Teaching teamwork and communication skills by using a studio-based learning model in a multidisciplinary course on game design




Estey, Anthony

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Jobs in the computing field demand communication and teamwork skills in addition to programming skills. Focus needs to be shifted at the undergraduate level towards developing collaborative skills to enable a smooth transition into employment in academia or industry. With computer science bachelors degree production at a record low, games courses have been gaining in popularity, as there has been growing evidence showing positive enrollment and student engagement results. Building upon other game programs that had successful results, I present a game design course developed to attract students of all disciplines. Our course is different because we focus on three main issues identified by recent industry studies: cooperative learning, peer review, and team orientation. The course was successful in attracting students across multiple disciplines, and an analysis indicated increased student interest in pursuing a computer science degree. Unfortunately, the same pre- and post-surveys suggested that our collaborative activities may have resulted in a decrease in student interest regarding course work and in pursuing studies in game design. Student feedback also informed us that students felt uncomfortable participating in some of our peer review activities. Because of these results, I used a studio-based pedagogical approach to restructure the peer review activities in our course. In our previous offering, students received peer feedback only on their final game presentation. In our latest offering, we integrated peer review activities into every step of the game development process, allowing students to use the feedback received in the peer review activities to refine their work while progressing through a game project. A quantitative analysis informs us that our refined peer review activities were successful in increasing student presentation confidence, sense of competition and community, and excitement towards their course projects. A qualitative analysis suggests that studio-based learning can provide a better learning environment for our students. Most importantly, students reported that they found this type of peer review to be useful in aiding them towards achieving their learning goals. The course at the University of Victoria is a course on game design, but I suggest that the studio-based learning model can be very effective in any course where students are instructed to submit unique projects, or unique solutions to a given problem. I recommend studio-based learning to any educators interested in cooperative learning, or considering integrating peer review activities into their course work.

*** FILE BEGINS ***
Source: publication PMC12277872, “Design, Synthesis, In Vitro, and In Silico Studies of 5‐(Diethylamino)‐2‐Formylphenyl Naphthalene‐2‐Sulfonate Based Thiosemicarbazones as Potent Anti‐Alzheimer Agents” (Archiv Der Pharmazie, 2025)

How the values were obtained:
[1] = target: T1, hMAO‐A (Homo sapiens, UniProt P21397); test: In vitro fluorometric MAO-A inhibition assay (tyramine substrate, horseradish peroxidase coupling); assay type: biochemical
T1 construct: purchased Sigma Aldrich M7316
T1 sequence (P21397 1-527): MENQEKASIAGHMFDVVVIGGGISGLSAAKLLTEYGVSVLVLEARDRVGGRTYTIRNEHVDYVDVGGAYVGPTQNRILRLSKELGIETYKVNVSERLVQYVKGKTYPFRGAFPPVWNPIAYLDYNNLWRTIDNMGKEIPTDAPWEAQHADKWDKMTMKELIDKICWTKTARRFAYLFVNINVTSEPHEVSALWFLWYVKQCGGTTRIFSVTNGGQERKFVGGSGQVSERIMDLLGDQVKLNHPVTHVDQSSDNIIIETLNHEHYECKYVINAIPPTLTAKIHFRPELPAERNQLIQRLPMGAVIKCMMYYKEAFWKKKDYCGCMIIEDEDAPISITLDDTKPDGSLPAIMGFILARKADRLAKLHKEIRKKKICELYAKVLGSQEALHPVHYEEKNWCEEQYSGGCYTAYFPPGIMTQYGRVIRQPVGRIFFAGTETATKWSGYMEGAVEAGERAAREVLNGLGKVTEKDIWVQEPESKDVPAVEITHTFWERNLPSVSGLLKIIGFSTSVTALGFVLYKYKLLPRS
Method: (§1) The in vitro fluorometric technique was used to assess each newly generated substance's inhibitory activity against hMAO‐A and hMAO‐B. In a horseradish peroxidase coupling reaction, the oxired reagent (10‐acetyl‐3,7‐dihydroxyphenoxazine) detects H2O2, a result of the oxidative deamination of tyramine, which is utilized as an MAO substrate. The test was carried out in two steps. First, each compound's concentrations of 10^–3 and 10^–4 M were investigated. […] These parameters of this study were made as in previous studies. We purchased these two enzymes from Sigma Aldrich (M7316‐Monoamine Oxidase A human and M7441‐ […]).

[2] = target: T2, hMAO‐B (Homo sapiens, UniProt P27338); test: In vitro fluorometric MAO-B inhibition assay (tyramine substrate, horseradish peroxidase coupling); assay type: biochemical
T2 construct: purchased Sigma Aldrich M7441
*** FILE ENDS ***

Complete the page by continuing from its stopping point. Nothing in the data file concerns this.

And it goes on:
Computer science, Study and teaching (Higher)